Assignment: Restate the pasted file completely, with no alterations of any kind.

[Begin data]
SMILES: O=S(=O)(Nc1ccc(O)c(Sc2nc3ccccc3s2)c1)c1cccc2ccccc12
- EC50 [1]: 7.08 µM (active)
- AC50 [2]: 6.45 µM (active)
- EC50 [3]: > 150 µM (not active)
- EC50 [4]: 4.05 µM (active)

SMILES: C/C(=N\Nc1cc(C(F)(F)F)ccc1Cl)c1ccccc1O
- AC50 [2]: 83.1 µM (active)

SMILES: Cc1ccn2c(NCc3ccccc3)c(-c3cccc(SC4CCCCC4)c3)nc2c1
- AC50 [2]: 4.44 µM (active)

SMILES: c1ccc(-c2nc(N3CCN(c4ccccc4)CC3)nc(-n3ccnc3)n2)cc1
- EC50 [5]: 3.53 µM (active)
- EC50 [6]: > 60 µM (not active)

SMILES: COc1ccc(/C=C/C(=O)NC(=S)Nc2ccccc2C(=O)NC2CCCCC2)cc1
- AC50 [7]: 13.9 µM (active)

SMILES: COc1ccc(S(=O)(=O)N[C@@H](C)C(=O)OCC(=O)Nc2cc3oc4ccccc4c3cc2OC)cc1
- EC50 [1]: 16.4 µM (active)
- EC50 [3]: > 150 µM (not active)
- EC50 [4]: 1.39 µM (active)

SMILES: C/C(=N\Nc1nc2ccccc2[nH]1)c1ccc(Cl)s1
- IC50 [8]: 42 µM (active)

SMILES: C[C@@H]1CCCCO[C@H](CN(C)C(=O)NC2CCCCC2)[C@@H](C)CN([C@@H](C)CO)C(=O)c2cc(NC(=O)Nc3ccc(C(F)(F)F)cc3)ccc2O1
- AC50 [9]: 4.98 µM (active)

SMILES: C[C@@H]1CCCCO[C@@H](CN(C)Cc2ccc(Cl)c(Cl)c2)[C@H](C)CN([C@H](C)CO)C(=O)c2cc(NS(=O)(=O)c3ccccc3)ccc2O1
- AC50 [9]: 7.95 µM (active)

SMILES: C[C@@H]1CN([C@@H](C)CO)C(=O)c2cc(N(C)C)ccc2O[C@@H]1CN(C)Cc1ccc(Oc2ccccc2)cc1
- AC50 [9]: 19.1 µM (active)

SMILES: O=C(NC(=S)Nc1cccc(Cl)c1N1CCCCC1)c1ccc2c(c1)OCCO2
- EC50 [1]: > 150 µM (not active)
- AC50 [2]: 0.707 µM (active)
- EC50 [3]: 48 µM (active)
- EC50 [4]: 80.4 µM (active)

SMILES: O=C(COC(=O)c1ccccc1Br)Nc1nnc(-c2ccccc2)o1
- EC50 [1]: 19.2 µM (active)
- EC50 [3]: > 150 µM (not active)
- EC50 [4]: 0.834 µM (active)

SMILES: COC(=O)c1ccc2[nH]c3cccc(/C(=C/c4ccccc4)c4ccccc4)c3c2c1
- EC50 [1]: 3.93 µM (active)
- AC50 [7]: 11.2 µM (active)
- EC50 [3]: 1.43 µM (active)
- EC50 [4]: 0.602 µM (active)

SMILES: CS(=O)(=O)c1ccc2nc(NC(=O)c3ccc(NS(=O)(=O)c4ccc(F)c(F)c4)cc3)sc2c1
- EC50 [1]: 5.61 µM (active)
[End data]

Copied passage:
SMILES: O=S(=O)(Nc1ccc(O)c(Sc2nc3ccccc3s2)c1)c1cccc2ccccc12
- EC50 [1]: 7.08 µM (active)
- AC50 [2]: 6.45 µM (active)
- EC50 [3]: > 150 µM (not active)
- EC50 [4]: 4.05 µM (active)

SMILES: C/C(=N\Nc1cc(C(F)(F)F)ccc1Cl)c1ccccc1O
- AC50 [2]: 83.1 µM (active)

SMILES: Cc1ccn2c(NCc3ccccc3)c(-c3cccc(SC4CCCCC4)c3)nc2c1
- AC50 [2]: 4.44 µM (active)

SMILES: c1ccc(-c2nc(N3CCN(c4ccccc4)CC3)nc(-n3ccnc3)n2)cc1
- EC50 [5]: 3.53 µM (active)
- EC50 [6]: > 60 µM (not active)

SMILES: COc1ccc(/C=C/C(=O)NC(=S)Nc2ccccc2C(=O)NC2CCCCC2)cc1
- AC50 [7]: 13.9 µM (active)

SMILES: COc1ccc(S(=O)(=O)N[C@@H](C)C(=O)OCC(=O)Nc2cc3oc4ccccc4c3cc2OC)cc1
- EC50 [1]: 16.4 µM (active)
- EC50 [3]: > 150 µM (not active)
- EC50 [4]: 1.39 µM (active)

SMILES: C/C(=N\Nc1nc2ccccc2[nH]1)c1ccc(Cl)s1
- IC50 [8]: 42 µM (active)

SMILES: C[C@@H]1CCCCO[C@H](CN(C)C(=O)NC2CCCCC2)[C@@H](C)CN([C@@H](C)CO)C(=O)c2cc(NC(=O)Nc3ccc(C(F)(F)F)cc3)ccc2O1
- AC50 [9]: 4.98 µM (active)

SMILES: C[C@@H]1CCCCO[C@@H](CN(C)Cc2ccc(Cl)c(Cl)c2)[C@H](C)CN([C@H](C)CO)C(=O)c2cc(NS(=O)(=O)c3ccccc3)ccc2O1
- AC50 [9]: 7.95 µM (active)

SMILES: C[C@@H]1CN([C@@H](C)CO)C(=O)c2cc(N(C)C)ccc2O[C@@H]1CN(C)Cc1ccc(Oc2ccccc2)cc1
- AC50 [9]: 19.1 µM (active)

SMILES: O=C(NC(=S)Nc1cccc(Cl)c1N1CCCCC1)c1ccc2c(c1)OCCO2
- EC50 [1]: > 150 µM (not active)
- AC50 [2]: 0.707 µM (active)
- EC50 [3]: 48 µM (active)
- EC50 [4]: 80.4 µM (active)

SMILES: O=C(COC(=O)c1ccccc1Br)Nc1nnc(-c2ccccc2)o1
- EC50 [1]: 19.2 µM (active)
- EC50 [3]: > 150 µM (not active)
- EC50 [4]: 0.834 µM (active)

SMILES: COC(=O)c1ccc2[nH]c3cccc(/C(=C/c4ccccc4)c4ccccc4)c3c2c1
- EC50 [1]: 3.93 µM (active)
- AC50 [7]: 11.2 µM (active)
- EC50 [3]: 1.43 µM (active)
- EC50 [4]: 0.602 µM (active)

SMILES: CS(=O)(=O)c1ccc2nc(NC(=O)c3ccc(NS(=O)(=O)c4ccc(F)c(F)c4)cc3)sc2c1
- EC50 [1]: 5.61 µM (active)